Measurement of exhaled nitric oxide
In some centres, measurement of exhaled NO is now available as a routine test for asthmatic patients. This method is useful in the diagnosis of asthma, can be used to monitor the response to inhaled glucocorticoids in patients with asthma; can predict asthma exacerbation and can be used to monitor compliance. Exhaled NO concentrations in patients with asthma decrease rapidly after anti-inflammatory therapy and are elevated during exacerbations. With the use of exhaled NO measurements, maintenance doses of inhaled corticosteroids may be significantly reduced without compromising asthma control.
Data on the concentrations of exhaled NO in patients with COPD are controversial. One important limitation of measurement of exhaled NO in these patients is that exhaled NO is strongly affected by NO content in cigarette smoke and most of the patients with COPD have a smoking history.
The clinical utility of exhaled NO measurement is currently limited to patients with asthma, as its role in the management of other respiratory diseases, including COPD, is not yet defined.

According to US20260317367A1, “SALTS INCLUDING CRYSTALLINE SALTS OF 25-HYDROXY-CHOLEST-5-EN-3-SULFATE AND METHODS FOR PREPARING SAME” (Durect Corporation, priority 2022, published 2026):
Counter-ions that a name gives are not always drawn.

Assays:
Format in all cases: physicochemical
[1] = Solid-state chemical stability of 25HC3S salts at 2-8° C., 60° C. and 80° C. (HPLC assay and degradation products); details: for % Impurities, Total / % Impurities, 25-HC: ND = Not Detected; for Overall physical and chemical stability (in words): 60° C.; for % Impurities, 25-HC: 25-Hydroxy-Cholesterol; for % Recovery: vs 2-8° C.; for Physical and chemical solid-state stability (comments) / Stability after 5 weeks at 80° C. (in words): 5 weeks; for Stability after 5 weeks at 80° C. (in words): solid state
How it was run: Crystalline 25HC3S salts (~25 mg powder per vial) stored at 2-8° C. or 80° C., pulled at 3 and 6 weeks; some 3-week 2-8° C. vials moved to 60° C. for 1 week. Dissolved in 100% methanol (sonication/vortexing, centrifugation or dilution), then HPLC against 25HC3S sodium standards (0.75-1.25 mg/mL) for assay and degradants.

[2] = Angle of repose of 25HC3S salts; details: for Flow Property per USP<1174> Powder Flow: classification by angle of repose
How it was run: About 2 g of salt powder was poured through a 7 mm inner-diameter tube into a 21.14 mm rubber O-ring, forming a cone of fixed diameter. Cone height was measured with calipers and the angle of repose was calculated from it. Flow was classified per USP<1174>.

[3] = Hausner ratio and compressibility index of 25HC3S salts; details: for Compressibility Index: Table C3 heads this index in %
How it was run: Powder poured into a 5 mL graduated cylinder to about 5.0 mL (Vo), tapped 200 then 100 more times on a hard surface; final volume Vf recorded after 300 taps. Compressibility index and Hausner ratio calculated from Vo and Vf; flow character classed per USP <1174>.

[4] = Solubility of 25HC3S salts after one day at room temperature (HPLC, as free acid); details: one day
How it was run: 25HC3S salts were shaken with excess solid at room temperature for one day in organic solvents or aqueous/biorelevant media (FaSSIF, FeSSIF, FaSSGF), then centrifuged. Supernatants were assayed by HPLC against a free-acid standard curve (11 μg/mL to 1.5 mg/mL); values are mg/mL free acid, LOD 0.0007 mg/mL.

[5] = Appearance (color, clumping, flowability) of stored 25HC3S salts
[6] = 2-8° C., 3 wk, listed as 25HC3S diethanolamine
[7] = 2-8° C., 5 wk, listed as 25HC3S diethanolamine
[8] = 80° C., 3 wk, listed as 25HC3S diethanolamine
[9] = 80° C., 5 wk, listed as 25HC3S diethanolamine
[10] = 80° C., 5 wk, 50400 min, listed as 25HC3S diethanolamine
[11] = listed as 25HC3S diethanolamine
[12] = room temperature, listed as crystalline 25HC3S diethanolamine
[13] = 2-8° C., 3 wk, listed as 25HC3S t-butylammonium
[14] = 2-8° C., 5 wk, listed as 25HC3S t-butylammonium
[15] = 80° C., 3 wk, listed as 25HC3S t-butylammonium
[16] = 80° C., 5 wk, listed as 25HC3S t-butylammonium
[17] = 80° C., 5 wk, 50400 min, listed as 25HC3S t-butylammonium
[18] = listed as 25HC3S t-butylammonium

Analysis of eosinophils in sputum induction
Tailored asthma interventions based on sputum eosinophils can reduce the frequency and severity of asthma exacerbations in adults with asthma. For this reason, sputum eosinophil analysis has been proposed to adjust and monitor asthma therapy for adults with frequent exacerbations and severe asthma. The utility of adjusting asthma therapy based on sputum eosinophils compared with traditional methods (primarily clinical symptoms and spirometry/peak flow) in children with asthma needs to be established.